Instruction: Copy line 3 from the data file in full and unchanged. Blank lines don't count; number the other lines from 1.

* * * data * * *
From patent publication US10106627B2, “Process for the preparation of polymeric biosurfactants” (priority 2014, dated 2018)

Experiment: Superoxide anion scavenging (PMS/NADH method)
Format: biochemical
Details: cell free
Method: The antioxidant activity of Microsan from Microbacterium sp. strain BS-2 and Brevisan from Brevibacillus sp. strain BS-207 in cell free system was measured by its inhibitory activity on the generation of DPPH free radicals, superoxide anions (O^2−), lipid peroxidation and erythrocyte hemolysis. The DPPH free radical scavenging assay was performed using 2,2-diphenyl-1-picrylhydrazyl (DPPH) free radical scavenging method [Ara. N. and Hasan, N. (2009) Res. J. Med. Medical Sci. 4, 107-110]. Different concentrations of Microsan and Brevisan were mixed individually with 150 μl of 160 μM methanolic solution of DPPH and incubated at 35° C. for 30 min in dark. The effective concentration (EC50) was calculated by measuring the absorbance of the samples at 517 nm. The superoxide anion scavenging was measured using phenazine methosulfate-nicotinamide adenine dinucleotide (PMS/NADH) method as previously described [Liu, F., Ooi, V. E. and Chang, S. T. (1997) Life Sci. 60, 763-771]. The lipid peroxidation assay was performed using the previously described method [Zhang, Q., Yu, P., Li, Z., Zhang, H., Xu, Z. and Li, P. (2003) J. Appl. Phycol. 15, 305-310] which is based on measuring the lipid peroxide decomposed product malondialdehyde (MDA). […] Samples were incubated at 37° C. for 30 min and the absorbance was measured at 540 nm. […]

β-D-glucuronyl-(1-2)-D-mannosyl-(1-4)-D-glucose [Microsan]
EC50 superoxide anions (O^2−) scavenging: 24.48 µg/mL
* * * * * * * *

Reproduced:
Format: biochemical